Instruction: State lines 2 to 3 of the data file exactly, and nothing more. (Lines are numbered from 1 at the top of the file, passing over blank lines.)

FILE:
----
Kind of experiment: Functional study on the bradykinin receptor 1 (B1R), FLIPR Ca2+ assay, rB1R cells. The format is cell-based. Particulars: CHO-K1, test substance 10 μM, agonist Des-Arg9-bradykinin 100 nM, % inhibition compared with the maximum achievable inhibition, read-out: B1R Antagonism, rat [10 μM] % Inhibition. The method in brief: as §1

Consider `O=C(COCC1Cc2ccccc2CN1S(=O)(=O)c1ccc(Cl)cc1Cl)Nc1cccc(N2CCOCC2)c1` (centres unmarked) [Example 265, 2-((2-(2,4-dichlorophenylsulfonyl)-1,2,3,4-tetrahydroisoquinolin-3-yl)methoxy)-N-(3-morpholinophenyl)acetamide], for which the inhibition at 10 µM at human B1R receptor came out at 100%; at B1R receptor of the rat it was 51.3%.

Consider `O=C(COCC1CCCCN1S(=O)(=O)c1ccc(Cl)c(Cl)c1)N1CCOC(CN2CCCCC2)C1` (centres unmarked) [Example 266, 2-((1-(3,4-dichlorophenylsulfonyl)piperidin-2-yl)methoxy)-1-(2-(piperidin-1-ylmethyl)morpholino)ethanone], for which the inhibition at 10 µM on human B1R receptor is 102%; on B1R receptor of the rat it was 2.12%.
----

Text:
Consider `O=C(COCC1Cc2ccccc2CN1S(=O)(=O)c1ccc(Cl)cc1Cl)Nc1cccc(N2CCOCC2)c1` (centres unmarked) [Example 265, 2-((2-(2,4-dichlorophenylsulfonyl)-1,2,3,4-tetrahydroisoquinolin-3-yl)methoxy)-N-(3-morpholinophenyl)acetamide], for which the inhibition at 10 µM at human B1R receptor came out at 100%; at B1R receptor of the rat it was 51.3%.

Consider `O=C(COCC1CCCCN1S(=O)(=O)c1ccc(Cl)c(Cl)c1)N1CCOC(CN2CCCCC2)C1` (centres unmarked) [Example 266, 2-((1-(3,4-dichlorophenylsulfonyl)piperidin-2-yl)methoxy)-1-(2-(piperidin-1-ylmethyl)morpholino)ethanone], for which the inhibition at 10 µM on human B1R receptor is 102%; on B1R receptor of the rat it was 2.12%.